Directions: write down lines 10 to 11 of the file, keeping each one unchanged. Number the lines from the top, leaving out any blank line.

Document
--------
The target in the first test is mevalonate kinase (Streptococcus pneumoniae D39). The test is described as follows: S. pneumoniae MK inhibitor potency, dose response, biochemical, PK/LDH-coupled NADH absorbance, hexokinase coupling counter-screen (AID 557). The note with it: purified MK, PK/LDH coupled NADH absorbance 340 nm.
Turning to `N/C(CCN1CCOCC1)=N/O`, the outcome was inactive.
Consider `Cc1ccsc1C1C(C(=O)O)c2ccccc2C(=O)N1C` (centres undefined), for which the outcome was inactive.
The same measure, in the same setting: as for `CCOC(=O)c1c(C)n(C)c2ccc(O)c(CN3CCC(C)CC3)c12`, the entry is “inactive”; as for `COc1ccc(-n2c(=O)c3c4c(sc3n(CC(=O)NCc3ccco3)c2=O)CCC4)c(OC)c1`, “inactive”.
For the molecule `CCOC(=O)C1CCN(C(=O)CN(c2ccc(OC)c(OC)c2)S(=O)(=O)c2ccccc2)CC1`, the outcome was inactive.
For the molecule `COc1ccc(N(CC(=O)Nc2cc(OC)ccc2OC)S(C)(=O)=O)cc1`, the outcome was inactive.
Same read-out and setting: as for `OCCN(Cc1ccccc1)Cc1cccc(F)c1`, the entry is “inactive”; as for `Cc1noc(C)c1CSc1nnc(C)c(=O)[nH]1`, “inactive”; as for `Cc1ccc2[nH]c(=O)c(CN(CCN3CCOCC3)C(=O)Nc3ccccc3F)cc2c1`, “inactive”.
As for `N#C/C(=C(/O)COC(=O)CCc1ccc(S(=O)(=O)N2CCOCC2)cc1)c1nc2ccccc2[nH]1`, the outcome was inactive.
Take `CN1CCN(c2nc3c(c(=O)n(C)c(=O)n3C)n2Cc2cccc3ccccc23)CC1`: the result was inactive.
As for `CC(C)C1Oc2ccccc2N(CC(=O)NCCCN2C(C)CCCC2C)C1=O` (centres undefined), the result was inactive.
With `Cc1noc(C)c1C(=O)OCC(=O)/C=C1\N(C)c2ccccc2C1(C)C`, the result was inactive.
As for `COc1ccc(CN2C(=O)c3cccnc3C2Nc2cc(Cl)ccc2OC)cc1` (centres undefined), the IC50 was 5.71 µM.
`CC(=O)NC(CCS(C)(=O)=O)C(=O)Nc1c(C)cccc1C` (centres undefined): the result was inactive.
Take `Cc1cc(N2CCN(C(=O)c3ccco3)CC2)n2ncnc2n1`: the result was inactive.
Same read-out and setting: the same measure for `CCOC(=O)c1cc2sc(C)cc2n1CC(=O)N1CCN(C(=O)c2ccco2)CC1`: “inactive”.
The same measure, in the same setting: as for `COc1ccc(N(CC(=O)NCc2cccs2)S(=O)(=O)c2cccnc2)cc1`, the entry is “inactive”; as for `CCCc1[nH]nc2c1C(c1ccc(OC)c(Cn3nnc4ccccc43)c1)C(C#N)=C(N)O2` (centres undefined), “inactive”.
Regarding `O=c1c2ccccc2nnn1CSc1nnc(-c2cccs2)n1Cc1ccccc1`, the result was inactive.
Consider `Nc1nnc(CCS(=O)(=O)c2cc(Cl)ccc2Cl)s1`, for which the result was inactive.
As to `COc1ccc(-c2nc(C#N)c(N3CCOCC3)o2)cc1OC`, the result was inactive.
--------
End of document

As for `CC(C)C1Oc2ccccc2N(CC(=O)NCCCN2C(C)CCCC2C)C1=O` (centres undefined), the result was inactive.
With `Cc1noc(C)c1C(=O)OCC(=O)/C=C1\N(C)c2ccccc2C1(C)C`, the result was inactive.